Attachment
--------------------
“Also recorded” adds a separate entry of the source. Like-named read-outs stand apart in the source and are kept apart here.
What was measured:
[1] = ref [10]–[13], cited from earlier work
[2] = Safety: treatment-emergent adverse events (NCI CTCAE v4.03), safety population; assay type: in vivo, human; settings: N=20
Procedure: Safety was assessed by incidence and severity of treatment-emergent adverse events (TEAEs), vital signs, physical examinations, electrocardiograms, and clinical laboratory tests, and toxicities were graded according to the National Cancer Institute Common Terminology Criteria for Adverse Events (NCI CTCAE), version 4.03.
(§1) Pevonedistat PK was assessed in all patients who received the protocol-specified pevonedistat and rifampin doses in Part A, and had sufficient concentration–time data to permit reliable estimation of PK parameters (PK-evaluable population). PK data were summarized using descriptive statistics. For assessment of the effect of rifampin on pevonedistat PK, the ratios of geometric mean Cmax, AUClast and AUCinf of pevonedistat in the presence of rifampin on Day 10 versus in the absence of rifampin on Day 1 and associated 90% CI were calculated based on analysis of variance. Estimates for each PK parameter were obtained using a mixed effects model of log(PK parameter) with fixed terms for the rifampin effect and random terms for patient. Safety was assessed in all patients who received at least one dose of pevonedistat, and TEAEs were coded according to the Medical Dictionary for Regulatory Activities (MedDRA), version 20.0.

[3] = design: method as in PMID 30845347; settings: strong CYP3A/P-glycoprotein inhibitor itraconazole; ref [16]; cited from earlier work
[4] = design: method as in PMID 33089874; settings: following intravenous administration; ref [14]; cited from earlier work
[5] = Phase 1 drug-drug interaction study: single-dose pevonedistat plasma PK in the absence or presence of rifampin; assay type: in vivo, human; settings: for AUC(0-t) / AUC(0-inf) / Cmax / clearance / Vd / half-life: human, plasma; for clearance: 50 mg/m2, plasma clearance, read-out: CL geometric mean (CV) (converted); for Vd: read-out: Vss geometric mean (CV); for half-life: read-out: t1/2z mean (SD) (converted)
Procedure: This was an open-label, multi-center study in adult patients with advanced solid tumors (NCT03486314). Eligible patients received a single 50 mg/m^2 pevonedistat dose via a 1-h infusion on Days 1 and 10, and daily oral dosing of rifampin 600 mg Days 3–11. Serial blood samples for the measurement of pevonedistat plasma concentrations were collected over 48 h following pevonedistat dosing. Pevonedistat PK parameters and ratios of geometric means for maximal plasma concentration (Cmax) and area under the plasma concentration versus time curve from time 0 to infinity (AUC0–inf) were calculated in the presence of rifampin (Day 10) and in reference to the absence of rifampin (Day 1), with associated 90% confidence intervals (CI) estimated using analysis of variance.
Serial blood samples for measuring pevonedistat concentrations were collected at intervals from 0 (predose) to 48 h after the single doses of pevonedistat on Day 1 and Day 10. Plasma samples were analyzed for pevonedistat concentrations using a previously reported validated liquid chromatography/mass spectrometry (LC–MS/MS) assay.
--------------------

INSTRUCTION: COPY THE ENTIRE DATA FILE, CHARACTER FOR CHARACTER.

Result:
“Also recorded” adds a separate entry of the source. Like-named read-outs stand apart in the source and are kept apart here.
What was measured:
[1] = ref [10]–[13], cited from earlier work
[2] = Safety: treatment-emergent adverse events (NCI CTCAE v4.03), safety population; assay type: in vivo, human; settings: N=20
Procedure: Safety was assessed by incidence and severity of treatment-emergent adverse events (TEAEs), vital signs, physical examinations, electrocardiograms, and clinical laboratory tests, and toxicities were graded according to the National Cancer Institute Common Terminology Criteria for Adverse Events (NCI CTCAE), version 4.03.
(§1) Pevonedistat PK was assessed in all patients who received the protocol-specified pevonedistat and rifampin doses in Part A, and had sufficient concentration–time data to permit reliable estimation of PK parameters (PK-evaluable population). PK data were summarized using descriptive statistics. For assessment of the effect of rifampin on pevonedistat PK, the ratios of geometric mean Cmax, AUClast and AUCinf of pevonedistat in the presence of rifampin on Day 10 versus in the absence of rifampin on Day 1 and associated 90% CI were calculated based on analysis of variance. Estimates for each PK parameter were obtained using a mixed effects model of log(PK parameter) with fixed terms for the rifampin effect and random terms for patient. Safety was assessed in all patients who received at least one dose of pevonedistat, and TEAEs were coded according to the Medical Dictionary for Regulatory Activities (MedDRA), version 20.0.

[3] = design: method as in PMID 30845347; settings: strong CYP3A/P-glycoprotein inhibitor itraconazole; ref [16]; cited from earlier work
[4] = design: method as in PMID 33089874; settings: following intravenous administration; ref [14]; cited from earlier work
[5] = Phase 1 drug-drug interaction study: single-dose pevonedistat plasma PK in the absence or presence of rifampin; assay type: in vivo, human; settings: for AUC(0-t) / AUC(0-inf) / Cmax / clearance / Vd / half-life: human, plasma; for clearance: 50 mg/m2, plasma clearance, read-out: CL geometric mean (CV) (converted); for Vd: read-out: Vss geometric mean (CV); for half-life: read-out: t1/2z mean (SD) (converted)
Procedure: This was an open-label, multi-center study in adult patients with advanced solid tumors (NCT03486314). Eligible patients received a single 50 mg/m^2 pevonedistat dose via a 1-h infusion on Days 1 and 10, and daily oral dosing of rifampin 600 mg Days 3–11. Serial blood samples for the measurement of pevonedistat plasma concentrations were collected over 48 h following pevonedistat dosing. Pevonedistat PK parameters and ratios of geometric means for maximal plasma concentration (Cmax) and area under the plasma concentration versus time curve from time 0 to infinity (AUC0–inf) were calculated in the presence of rifampin (Day 10) and in reference to the absence of rifampin (Day 1), with associated 90% confidence intervals (CI) estimated using analysis of variance.
Serial blood samples for measuring pevonedistat concentrations were collected at intervals from 0 (predose) to 48 h after the single doses of pevonedistat on Day 1 and Day 10. Plasma samples were analyzed for pevonedistat concentrations using a previously reported validated liquid chromatography/mass spectrometry (LC–MS/MS) assay.